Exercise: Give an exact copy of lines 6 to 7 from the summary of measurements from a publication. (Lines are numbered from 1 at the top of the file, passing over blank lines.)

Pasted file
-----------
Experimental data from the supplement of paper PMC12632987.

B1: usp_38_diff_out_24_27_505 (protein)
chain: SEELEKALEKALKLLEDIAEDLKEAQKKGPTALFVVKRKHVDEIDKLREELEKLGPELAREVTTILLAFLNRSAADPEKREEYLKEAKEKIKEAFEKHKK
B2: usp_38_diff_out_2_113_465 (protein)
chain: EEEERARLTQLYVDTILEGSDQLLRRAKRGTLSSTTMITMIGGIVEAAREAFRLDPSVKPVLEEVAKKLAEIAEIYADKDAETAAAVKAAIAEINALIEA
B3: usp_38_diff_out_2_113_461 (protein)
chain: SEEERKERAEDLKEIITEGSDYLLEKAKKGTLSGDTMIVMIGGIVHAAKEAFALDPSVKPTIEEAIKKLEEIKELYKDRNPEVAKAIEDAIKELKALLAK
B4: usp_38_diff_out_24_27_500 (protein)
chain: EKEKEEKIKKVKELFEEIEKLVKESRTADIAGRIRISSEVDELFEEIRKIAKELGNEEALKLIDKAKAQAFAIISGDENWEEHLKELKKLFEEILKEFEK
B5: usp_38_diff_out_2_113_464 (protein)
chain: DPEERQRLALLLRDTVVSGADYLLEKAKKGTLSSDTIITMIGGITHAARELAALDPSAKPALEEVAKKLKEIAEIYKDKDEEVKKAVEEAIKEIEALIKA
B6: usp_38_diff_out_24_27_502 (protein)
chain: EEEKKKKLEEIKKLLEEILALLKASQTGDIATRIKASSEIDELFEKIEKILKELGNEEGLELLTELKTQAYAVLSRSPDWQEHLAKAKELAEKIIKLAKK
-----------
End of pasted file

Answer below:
B3: usp_38_diff_out_2_113_461 (protein)
chain: SEEERKERAEDLKEIITEGSDYLLEKAKKGTLSGDTMIVMIGGIVHAAKEAFALDPSVKPTIEEAIKKLEEIKELYKDRNPEVAKAIEDAIKELKALLAK